More on the memo:

Salacious and powerful and distracting and intentionally so. But, I’m concerned about a steady drumbeat of efforts by Republicans particularly in the House to undermine the credibility of federal law enforcement, the FBI, and in particular Special Counsel Robert Mueller.

The bombshell revelation by the New York Times on Thursday night that President Trump attempted to fire Special Counsel Mueller last June reinforces the urgency of our passing legislation in the Senate that would protect the special counsel from an unwarranted or abrupt firing. I think the consequences of that happening would be significant.

More on Mueller:

Because, we see now a President who has no clear sense of his boundaries and of the law.

On occasion, he consults his lawyers and follows their advice, and the outcome has been positive. On occasion, he doesn’t consult his lawyers, he has done things that have really threatened the rule of law.

From firing Comey to a number of other abrupt actions he’s taken. Let me just get to the point. This is a small legislative matter that would take current regulations and make them law that say that if the special counsel were abruptly removed without cause, counsel could find his way to be reinstated through a three-judge panel. When I ask my colleagues, Republican and Democrat alike, would it be a big deal if the President abruptly fired Robert Mueller?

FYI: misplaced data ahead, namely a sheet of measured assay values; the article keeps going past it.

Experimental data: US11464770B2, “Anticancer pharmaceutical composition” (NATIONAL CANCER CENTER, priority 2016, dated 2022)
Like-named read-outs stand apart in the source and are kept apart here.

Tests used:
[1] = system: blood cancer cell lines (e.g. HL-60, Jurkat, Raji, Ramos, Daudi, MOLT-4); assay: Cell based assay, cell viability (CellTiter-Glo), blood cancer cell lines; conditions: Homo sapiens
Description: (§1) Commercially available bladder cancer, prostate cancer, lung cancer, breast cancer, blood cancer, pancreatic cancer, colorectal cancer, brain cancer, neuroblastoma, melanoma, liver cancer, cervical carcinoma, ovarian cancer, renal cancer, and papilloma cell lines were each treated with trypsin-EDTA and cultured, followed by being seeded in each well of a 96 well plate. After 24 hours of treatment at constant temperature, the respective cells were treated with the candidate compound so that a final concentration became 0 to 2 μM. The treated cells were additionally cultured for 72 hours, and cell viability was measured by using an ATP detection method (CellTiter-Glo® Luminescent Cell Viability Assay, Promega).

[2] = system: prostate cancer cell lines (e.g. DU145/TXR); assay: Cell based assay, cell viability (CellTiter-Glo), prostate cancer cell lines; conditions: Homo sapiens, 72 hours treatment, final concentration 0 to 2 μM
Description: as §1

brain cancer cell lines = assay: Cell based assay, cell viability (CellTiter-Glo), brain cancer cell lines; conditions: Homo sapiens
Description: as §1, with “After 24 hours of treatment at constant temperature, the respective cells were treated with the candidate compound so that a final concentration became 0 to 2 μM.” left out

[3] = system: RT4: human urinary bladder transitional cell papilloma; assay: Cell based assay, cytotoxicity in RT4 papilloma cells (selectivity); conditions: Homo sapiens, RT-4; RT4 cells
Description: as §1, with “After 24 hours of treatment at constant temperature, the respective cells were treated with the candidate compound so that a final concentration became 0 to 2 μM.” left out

They all say absolutely. It would be a constitutional crisis. When I say to them what would you do, they don’t have a clear answer. We don’t know what the next steps would be as a body. If we could put a speed bump in place that would just prevent the President from taking a rash and unwarranted act, it would strengthen our constitutional order and protect our country from an unnecessary moment should the President go off the rails on this issue again.

On immigration:

There are vigorous debates in the Democratic caucus on exactly those grounds. There is very strong opposition to ending the diversity lottery. Because, the Democratic Party views immigration as a strength of our country, not as a challenge to be dealt with or minimized. We also view immigration to reunify families as one of our great positives not as a challenge or weakness.

We would like to find an appropriate balance between skill-based or merit-based immigration and family-based immigration. Some of the proposals put out by the White House are really extreme in terms of attacking both family-based migration and diversity as one of the goals of migration. There is an overall difference in our views. I think there is a shared compassion by the American people for the Dreamers who were brought here through no fault of their own by their parents.

But, our broader view as a Democratic Party is, it’s part of the strength of America. It brings the energy and the talent and the skills of people from around the world from different cultures to help strengthen America going forward. There are clearly folks on the other side of this debate from us who have an exact opposite view.

And I think this should be looked at not as a zero-sum game where we make concessions to our core values but I think where we should be proceeding is to start with the smallest narrowest possible deal on border security and Dreamers and see if we can build out from there in a way that doesn’t compromise our core values as Democrats. That may be very difficult to do, but we will get to it this week.